CA teams hired a local contractor to get the project started. The contractor then hired local villagers to assist with the repairs. Hiring locals improves short-term employment in the area, while instilling pride and improving the educational environment.

Money to complete the project came from the Commanders Emergency Relief Fund, which helps local villages in the Ninevah Province, northern Iraq rebuild after years of neglect.

“CERP is a sub category under a funding called Iraqi Reconstruction & Relief Effort,” said Lisa Lawson, project engineer, U.S. Army Corps of Engineers, gulf region north. “This is what Congress authorized to help restore Iraq.” Lawson is from Tulsa, Okla.

The school was formerly a hut-like structure, but now has fans, flushing toilets, a headmaster’s office, and most importantly, an environment that facilitates learning.

3 Comments:

Blogger bandit.three.six said...

Written by Lance Cpl. Ray Lewis, Regimental Combat Team 5

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MUDIQ, Iraq (Aug. 22, 2006) -- “Betio Bastards’” top officer stuck to his word.

Lt. Col. Todd S. Desgrosseilliers, battalion commander for 3rd Battalion, 2nd Marine Regiment, and his Jump Platoon Marines brought two soccer goals and armfuls of soccer balls to the kids of Mudiq Aug. 22.

“We promised to bring them, so we’re going to bring them out,” said Desgrosseilliers, from Auburn, Maine.

He guaranteed the sports supplies as a reward for transforming a local trash dump into a soccer field during a community assistance mission there ten days earlier.

The Iraqi children got excited about the soccer field as soon as Marines started unloading the gear. A recreation area like this is rare in an urban neighborhood such as Mudiq.

“You should have seen the kids,” said Cpl. Mario O. Huerta, a 22-year-old from Dallas, who serves as platoon sergeant for Desgrosseilliers’ jump team. “I was patrolling up and down the street and the whole town was happy.”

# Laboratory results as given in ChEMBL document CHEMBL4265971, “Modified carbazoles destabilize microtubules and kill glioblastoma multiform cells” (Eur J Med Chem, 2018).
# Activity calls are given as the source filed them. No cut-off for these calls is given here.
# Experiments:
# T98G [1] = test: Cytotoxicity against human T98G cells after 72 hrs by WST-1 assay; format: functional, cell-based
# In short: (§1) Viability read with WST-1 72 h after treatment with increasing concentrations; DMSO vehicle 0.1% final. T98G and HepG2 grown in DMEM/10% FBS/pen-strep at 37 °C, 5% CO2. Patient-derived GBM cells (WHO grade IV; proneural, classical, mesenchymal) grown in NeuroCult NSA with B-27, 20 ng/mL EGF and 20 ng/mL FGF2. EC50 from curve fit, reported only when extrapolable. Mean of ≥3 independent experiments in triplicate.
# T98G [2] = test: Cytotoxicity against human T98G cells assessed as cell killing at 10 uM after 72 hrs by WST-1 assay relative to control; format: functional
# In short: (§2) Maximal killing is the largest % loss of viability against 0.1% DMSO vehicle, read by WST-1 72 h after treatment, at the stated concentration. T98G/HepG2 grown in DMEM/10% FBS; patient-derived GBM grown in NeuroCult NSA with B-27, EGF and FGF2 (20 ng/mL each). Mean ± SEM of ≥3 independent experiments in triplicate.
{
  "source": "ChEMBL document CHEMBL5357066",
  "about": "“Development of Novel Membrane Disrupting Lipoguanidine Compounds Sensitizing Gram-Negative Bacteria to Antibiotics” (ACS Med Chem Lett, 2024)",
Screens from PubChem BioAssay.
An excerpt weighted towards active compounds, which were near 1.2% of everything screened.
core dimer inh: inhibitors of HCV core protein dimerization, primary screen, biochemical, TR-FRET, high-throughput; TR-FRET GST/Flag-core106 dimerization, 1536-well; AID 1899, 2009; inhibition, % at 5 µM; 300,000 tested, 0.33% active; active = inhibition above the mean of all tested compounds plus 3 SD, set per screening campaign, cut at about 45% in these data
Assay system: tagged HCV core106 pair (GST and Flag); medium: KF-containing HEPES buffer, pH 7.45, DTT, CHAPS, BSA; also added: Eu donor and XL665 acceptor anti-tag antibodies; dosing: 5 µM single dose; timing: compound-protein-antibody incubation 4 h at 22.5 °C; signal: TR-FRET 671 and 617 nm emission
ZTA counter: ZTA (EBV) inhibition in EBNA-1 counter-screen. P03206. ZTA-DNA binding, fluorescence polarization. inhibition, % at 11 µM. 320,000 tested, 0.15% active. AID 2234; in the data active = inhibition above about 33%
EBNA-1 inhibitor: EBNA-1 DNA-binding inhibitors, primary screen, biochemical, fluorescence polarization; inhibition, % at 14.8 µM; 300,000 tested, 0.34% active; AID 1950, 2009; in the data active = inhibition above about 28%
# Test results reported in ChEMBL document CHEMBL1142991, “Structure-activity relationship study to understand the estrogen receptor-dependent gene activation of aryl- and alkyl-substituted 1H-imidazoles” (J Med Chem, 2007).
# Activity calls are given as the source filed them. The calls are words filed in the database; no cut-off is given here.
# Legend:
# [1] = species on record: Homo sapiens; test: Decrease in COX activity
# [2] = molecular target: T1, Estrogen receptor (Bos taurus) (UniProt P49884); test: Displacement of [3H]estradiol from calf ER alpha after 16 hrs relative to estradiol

Huerta said he could relate to the young soccer stars. He shares their passion for game.

“Soccer is my life,” he said. “I’m a soccer player, so if someone did that for me when I was a kid, I know it would make my day.”

Huerta and his cousins used to play soccer as children during Easter gatherings at a park near his childhood home.

“I would always be ready for that,” he said. “I’d be ready to show off.”

Iraqi children were ready to put their skills on display too. Kids were more than anxious to kick around the checker-patterned inflated ball the Marines had in hand.

Children grabbed for the “footballs,” as they call it, but the Marines didn’t mind.

12:11  
Anonymous Solo said...

I'll never quite get people who have jumped aboard the hate America train. Is it better to see a school destroyed, than one built? Would they rather see people sick and suffering than recieving medical care, just to satisfy a morbid need to claim they were right, rather than admit they are wrong? Expect lots of name calling and tired rhetoric Bandit. It's all the haters have to work with. Ya'll just keep your eye on the winning and the hate everything crowd will slink away to lick their wounds. There are folks that hate any success but their own, and don't care who suffers in the proccess.

16:19  
Anonymous Anna said...

You guys are doing a great job over there no matter what our idiot MSM might say! Keep it up!

Stay safe and keep your head down!

16:55